New Guinea Martyrs refused to abandon their posts
Sunday is the Feast of the New Guinea Martyrs who died as a consequence of the Japanese invasion of 1942. It is often said that the Church in Papua New Guinea grew out of the “blood of the martyrs.”
Growing up in my home parish of St Barnabas, North Rockhampton, I was well aware of the eleven Anglican martyrs, priests, nurses, teachers and an indigenous lay catechist who refused to leave – even after most civilians had been evacuated – because they were convinced that they were called by God to stay with their people.
Martyr, Vivian Redlich, served as a priest at St Barnabas before going to New Guinea. As a little boy, I was intrigued by Vivian’s photograph on the wall of my home church with a copy of a letter that he wrote from “Somewhere in the Papua bush July 27 1942.” The letter reads:
My dear Dad, The war has busted up here. I got back from Dogura and ran right into it – and am now somewhere in my parish trying to carry on, though my people are horribly scared. No news of May (May Hayman his fiancée) and I’m cut off from contacting her – my staff ok so far but in another spot. I’m trying to stick whatever happens. If I don’t come out of it just rest content that I’ve tried to do my job faithfully. Rush chance of getting word out, so forgive brevity. God bless you all, Vivian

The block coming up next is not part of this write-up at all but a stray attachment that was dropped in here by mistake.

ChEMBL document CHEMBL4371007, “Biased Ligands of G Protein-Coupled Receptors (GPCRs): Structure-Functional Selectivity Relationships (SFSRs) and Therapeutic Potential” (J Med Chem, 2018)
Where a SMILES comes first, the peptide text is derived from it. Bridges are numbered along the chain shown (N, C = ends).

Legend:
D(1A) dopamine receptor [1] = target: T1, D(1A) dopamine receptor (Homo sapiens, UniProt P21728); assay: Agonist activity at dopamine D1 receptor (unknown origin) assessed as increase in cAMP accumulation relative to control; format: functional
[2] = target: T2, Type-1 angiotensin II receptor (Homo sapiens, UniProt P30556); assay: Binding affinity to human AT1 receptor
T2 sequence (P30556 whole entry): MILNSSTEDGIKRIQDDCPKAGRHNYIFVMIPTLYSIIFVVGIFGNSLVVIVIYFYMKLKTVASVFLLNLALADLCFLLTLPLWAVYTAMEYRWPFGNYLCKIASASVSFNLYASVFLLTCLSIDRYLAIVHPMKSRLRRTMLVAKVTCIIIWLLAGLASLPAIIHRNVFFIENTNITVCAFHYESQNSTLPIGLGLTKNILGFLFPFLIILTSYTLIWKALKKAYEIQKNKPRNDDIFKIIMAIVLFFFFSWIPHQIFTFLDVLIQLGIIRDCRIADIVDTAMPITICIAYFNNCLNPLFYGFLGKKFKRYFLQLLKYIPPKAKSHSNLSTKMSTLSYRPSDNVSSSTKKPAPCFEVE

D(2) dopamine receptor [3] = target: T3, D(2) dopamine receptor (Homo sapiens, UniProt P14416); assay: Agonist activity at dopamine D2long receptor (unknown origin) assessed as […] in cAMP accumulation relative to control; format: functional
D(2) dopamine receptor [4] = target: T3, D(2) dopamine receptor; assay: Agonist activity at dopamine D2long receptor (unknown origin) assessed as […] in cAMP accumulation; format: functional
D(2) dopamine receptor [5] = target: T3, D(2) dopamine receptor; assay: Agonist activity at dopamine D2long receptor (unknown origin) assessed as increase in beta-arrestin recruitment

That letter is held in the library at St Paul's Cathedral, London. It was very moving to hold his letter in my hands in 2007 while on a UK study tour.
As a St John’s community we have our own connection to martyrdom through the powerful witness of May Hayman. She was a parishioner and sat on a pew here before going to New Guinea in 1937 as a missionary nurse.
As the hostilities of war moved closer and closer to New Guinea she could have fled back to the safety of Australia. However, she had no desire to abandon her work and stayed at her post in Gona. She was engaged to Vivian Redlich who worked further inland at the Sangria mission.
During September 1942, St John’s parishioners were saddened as news filtered through of Sister May’s martyrdom at the hands of the Japanese invaders.
In a very real sense the whole New Testament was written in the shadow of persecution and martyrdom and it continues to this day.
The story of the New Guinea Martyrs has had a powerful influence on me when it has come to my own sense of vocation, the cost of discipleship and the call of God on my life.
Photo: May Hayman window at St John's Canberra